The Utilities are going to end up selling less electricity either way. If they sell 10% less they'll need to raise Access Fees to balance out their revenue. The regulators will help them do that. But if fixed fees were raised by say 10% you're still only talking about a few dollars a month per ratepayer. Once solar is up to 10% of the grid it will be having a significant impact on wholesale electricity prices which should drive some savings for end users to help cancel out part of the rise in fixed fees. But the lower wholesale prices would also drive down the Value you'd get for your excess feed which would modulate the growth of the solar market. I think that's good system feedback. You'd build in 10 year contracts for people who installed solar. That would grandfather them in and allow them to get their system paid off before renegotiating a presumably lower backfeed contract ten years later. As with any contract of this nature you could do risk adjustments by building shorter contracts with higher prices or longer ones with lower.

Hope that makes sense. Sure is a lot of positive news lately. 


Here's a February 25, 2013 article advocating no caps on net metering.

January, 2013:  The debate over Net Metering benefits and costs.  Here's my grid operator friend's take on the "Vote Solar" study's position within that debate:

I think the study is bogus myself. The way I reason it, if Net-Metering is this good for rate payers then people with PV systems aren't getting full value for their systems. Vote Solar who commissioned the study should actually be petitioning the CPUC for better remuneration rates. 

I just don't see it. Net-metering in PG&E's territory probably pays back PV owners 15 to 20 cents/kWh. I think that's too high. I like Adam Browning but I think he should be trying to move beyond net-metering. He should be pushing for a fair value study on excess feed. Once you have that study in hand you make that payment rate (let's say 8 to 12 cents/kWh as a guess) a 10 or 20 year contracted value. Every year or two there'd be another value assessment and you reset the payback rates. This is just like how a FiT works only you're basing the payback rate on value rather than artificially trying to make the underlying technology profitable.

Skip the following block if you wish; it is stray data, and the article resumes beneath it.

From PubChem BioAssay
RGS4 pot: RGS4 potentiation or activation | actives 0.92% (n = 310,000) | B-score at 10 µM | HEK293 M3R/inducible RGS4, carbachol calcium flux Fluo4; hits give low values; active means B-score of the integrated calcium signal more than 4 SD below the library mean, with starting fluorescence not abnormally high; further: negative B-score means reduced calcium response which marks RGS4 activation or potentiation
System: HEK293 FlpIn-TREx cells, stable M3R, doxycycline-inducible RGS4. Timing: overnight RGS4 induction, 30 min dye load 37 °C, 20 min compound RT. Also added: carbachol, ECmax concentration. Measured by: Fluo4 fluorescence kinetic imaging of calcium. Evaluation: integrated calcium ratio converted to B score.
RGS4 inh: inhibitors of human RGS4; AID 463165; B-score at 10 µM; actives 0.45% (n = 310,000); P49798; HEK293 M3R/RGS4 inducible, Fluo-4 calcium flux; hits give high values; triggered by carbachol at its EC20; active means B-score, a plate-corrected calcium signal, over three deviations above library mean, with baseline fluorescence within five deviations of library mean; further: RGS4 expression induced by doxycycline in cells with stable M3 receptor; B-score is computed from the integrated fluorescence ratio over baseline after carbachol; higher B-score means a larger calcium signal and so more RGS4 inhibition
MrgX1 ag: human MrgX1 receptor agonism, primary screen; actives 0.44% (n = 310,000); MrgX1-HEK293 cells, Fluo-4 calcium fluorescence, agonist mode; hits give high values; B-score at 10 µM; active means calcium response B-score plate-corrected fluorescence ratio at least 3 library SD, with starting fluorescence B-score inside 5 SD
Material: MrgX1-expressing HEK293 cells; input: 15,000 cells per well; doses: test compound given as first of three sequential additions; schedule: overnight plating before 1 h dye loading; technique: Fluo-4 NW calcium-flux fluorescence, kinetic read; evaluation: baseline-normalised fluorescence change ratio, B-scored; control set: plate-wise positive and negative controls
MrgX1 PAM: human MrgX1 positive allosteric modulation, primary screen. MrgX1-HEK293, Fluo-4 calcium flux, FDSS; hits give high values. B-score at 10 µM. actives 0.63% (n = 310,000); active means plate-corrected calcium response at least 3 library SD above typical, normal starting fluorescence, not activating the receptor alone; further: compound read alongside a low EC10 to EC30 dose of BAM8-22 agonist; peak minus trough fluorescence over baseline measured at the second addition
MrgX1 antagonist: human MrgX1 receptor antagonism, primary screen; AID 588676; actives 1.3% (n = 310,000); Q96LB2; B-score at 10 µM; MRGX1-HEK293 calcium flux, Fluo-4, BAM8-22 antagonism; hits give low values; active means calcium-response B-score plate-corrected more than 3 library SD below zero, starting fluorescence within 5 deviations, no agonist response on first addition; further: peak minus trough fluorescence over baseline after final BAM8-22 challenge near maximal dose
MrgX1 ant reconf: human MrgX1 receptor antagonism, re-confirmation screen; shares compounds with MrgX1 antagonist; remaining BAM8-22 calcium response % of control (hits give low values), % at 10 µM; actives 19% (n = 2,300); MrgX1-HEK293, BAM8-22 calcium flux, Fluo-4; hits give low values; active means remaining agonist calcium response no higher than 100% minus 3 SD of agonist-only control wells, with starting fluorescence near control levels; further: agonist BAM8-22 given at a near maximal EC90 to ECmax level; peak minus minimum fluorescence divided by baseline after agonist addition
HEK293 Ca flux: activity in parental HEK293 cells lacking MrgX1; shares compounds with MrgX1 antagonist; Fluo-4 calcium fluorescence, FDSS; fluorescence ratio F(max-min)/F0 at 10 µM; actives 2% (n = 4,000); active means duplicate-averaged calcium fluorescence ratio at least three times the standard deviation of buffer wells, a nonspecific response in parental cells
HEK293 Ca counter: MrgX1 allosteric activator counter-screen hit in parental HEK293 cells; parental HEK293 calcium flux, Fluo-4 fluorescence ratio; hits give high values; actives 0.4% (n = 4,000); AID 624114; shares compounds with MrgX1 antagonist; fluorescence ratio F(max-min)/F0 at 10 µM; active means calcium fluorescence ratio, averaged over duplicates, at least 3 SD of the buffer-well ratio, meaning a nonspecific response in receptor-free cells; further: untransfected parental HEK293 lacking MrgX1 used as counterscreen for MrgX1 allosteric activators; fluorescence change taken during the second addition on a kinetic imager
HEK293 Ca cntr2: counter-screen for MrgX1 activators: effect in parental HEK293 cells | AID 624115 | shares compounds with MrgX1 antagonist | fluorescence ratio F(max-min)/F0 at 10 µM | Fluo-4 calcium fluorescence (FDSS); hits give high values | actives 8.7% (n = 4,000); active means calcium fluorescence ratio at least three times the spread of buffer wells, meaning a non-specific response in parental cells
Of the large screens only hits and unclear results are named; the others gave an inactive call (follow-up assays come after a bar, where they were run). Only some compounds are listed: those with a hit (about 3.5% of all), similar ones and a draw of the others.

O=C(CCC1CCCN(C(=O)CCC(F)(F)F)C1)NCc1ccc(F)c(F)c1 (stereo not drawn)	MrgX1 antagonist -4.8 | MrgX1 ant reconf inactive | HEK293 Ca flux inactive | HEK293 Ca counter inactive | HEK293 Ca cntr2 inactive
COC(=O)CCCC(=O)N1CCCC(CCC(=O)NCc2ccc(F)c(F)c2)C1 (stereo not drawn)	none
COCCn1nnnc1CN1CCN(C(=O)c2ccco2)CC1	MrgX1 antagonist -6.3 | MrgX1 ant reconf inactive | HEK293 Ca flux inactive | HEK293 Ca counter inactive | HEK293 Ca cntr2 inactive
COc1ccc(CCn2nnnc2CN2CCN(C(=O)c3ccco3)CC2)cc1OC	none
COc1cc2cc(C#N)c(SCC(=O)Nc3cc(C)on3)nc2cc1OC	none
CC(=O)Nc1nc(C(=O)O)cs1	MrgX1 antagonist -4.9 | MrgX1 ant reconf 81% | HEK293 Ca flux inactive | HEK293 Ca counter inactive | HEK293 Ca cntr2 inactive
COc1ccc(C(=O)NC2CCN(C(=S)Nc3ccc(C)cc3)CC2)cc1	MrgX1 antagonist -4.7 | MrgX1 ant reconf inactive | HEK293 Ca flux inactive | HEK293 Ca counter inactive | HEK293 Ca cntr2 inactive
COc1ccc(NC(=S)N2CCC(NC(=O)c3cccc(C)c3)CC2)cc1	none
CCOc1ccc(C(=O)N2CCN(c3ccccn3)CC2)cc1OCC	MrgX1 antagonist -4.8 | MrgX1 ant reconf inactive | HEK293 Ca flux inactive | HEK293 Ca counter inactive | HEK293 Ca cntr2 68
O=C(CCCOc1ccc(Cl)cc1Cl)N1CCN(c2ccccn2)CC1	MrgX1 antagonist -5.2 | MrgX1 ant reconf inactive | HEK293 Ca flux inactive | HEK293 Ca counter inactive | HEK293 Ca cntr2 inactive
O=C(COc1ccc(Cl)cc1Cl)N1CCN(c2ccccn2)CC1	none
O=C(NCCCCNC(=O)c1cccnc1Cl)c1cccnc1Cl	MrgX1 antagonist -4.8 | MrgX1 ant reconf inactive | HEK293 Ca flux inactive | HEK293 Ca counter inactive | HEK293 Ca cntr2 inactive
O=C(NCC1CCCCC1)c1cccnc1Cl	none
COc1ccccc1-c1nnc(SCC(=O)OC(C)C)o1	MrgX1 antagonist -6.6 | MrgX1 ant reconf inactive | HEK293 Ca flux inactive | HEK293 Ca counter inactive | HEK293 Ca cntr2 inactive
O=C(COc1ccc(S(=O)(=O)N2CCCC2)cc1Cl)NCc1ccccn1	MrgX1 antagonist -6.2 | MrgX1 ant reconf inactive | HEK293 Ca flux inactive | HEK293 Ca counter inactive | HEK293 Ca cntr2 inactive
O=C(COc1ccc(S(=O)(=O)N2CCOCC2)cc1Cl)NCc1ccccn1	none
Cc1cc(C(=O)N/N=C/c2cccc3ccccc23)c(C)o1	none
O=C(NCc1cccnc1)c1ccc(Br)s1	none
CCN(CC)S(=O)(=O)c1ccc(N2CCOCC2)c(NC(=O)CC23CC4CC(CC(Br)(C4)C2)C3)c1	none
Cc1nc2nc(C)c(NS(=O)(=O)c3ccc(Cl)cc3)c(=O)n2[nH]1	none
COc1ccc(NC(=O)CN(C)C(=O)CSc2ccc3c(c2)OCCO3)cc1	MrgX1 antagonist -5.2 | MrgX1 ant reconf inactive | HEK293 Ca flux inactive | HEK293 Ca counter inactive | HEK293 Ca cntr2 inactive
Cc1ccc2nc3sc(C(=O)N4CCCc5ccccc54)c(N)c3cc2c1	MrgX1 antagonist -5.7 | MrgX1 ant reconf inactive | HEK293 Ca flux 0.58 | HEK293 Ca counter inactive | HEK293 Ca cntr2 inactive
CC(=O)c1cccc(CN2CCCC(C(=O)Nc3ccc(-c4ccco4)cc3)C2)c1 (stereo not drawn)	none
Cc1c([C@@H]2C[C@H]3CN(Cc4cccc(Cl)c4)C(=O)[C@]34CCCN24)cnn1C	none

The longer Vote Solar holds their grown on Net-metering the closer we come to the Net-Metering Cap. Once you reach the cap what happens then? May as well work out a fair and sustainable payment solution now and put it in place. Net-metering has been a simple workable payment policy for the short term but we have build a better policy for the long term. 

Here's a piece that asks, "Is Net Metering for Solar Power a Subsidy?"  Here's a May, 2013 piece on utility company resistance to net metering.  And here's a July, 2013 NYT article on how net metering figures into the "existential threat" to utlities -- with a discourse on the California scene.

Here's another (June, 2013) Net Metering article encapsulating the cost-allocation debate that makes Net Metering so controversial, and here's my grid operator friend's June 11, 2013 response to it:

Both sides are wrong if you ask me. 

On one side you have the pro-solar guys demanding we keep net-metering without any standby charges. They don't want to give an inch. On the other side you have the utilities talking all this BS about solar being unfair to other ratepayers. The truth is in the middle.

Here's a basic example. In California the average household uses 6000 kWh per year. For each kWh the average Transmission and Distribution (T&D) charges are around 5 cents for a total T&D charge of $300. If you had a PV system large enough you could escape all of this $300 but the cost wouldn't go away - it would have to get spread out to other ratepayers. Now, the tricky thing here is that PV systems provide savings that are shared between all the ratepayers. How much in savings?  It's impossible to quantify these savings without a study. The utilities are well equipped to do the studies but we don't see them publishing them any numbers. That's actually an argument against them. If they really believed net-metering was this terrible burden on non-solar ratepayers they should be rolling out the whitepapers. I haven't seen anything solid... Have you.

Another way I look at the net-metering issue is this. We've got time. Let's say 10% of residential electricity was net-metered. If this was the case then the 90% of non-solar customers would have to cover the 10% who aren't paying their electricity bills. It adds to an extra $33/year for other rate payers. That's a small enough number that I don't think we're dealing with an immediate crisis. It's going to take years to get up to 10%. 

But on the other side of the coin the pro-net-metering crowd are being overly stubborn and myopic. It's easy to see this net-metering system will eventually break 15 or 10 years ago. It's also easy to see that this mechanism doesn't provide the right price signals to solar customers. We should be concentrating on self-consumption and to do that we need to start tweaking our appliance standards. Net-metering isn't pushing us in this direction. It's an incentive without any responsibility attached.